Oil shale is a black or brown fine-grained sedimentary rock containing kerogen. Oil shale consists of organic matter that has not fully degraded (up to 70%) and various minerals. Organic matter usually consists of kerogen, which is formed from the degradation of algae or bacteria. The quantity of oil shale ash generated in a year is 15 times bigger than the quantity of municipal waste. The use of oil shale generates large quantities of waste products – ash and semi-coke. For example, approximately 5 to 7 million tonnes of ash and a million tonnes of semi-coke is generated in Estonia every year at the current pace, and only a very small amount of it is recovered.
The Archimedes Foundation supports the scientific research of the technology required for the treatment of oil shale ashes that environmental company AS Ragn-Sells is currently working on with more than 204,000 euros. The support granted within the scope of the programme Applied Research in Smart Specialisation will be used for the research overseen by Ragn-Sells and carried out by the scientists of TalTech and the University of Tartu, which is aimed at finding the best technological solutions to the valorisation of oil shale ashes.
The total greenhouse gas emissions in Estonia have decreased by 4.5 percent in comparison with the year before and more than twice in comparison with 1990. In 2018, the amount of greenhouse gas emissions in Estonia was equivalent to 20 million tonnes of CO2. The majority of greenhouse gases in the industrial sector – 88% – was generated in the energy sector, 7.2% came from agriculture, 3.1% from industry and 1.6% from waste management.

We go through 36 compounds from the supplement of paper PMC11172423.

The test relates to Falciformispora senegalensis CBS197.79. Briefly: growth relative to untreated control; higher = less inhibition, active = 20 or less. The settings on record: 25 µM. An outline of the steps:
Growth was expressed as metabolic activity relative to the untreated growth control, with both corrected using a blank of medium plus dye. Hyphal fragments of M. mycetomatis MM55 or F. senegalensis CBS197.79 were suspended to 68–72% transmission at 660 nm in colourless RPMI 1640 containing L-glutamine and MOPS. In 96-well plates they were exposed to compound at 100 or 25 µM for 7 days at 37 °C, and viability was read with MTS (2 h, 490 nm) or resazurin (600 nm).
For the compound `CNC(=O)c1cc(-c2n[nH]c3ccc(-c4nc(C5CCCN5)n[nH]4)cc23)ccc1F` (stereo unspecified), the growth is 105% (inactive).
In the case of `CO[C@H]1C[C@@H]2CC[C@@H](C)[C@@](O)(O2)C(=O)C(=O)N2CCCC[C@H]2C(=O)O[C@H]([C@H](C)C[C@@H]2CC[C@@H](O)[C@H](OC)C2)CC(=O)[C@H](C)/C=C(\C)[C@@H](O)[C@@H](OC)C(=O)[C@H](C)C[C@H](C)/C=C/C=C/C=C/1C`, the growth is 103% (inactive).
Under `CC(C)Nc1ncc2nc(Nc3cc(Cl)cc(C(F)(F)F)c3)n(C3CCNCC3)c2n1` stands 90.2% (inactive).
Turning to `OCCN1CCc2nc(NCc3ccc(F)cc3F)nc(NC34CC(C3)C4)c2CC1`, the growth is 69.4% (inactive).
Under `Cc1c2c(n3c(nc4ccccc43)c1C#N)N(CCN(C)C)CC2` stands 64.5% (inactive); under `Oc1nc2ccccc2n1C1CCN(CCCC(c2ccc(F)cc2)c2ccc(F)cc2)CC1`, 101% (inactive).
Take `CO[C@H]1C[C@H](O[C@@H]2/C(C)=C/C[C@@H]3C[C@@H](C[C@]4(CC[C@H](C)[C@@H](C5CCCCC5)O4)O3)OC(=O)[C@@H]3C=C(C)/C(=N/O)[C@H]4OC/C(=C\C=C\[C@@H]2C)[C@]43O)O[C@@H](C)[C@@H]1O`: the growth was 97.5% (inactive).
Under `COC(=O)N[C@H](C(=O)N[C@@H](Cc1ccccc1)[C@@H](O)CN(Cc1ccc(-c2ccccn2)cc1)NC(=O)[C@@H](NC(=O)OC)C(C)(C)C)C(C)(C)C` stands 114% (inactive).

The oil shale industry has left its mark on the natural environment of Ida-Viru County over the last decades. Ragn-Sells does not promise that the ash hills will disappear overnight, but the solution to be developed by the company would considerably reduce the emergence of ash hills.
The scientists of the Tallinn University of Technology and the University of Tartu and the team of Ragn-Sells AS are developing an industrial technology for the separation and recovery of the elements found in oil shale ash, following the example of similar circular economy projects implemented in Sweden. Releasing a large waste segment into circulation by way of valorisation has two benefits from the viewpoint of environmental sustainability because the quantity of waste is reduced and the primary production of several materials can thereby be reduced as well.
Energy production in Estonia is largely based on oil shale. Although the share of renewable energy is increasing, it still remains at around 30% per year. The remaining electricity is mainly generated from oil shale. The share of electricity generated from renewable energy sources in the total consumption of electricity has increased every year and reached 19.7% in 2018, which is an increase of 5.7% in the last five years.
Swedish environmental company Ragn-Sells entered into a cooperation agreement with Eesti Energia for finding solutions to the valorisation of oil shale ash and its release back into circulation. The new technology currently being tested helps solve one of the challenges of oil shale energy in Estonia – what could be done with the by-product of energy generation, i.e. bottom ash? Approximately 80% of the energy generated in Estonia is produced from oil shale. This creates large quantities of by-products, such as bottom ash, which is currently mostly deposited.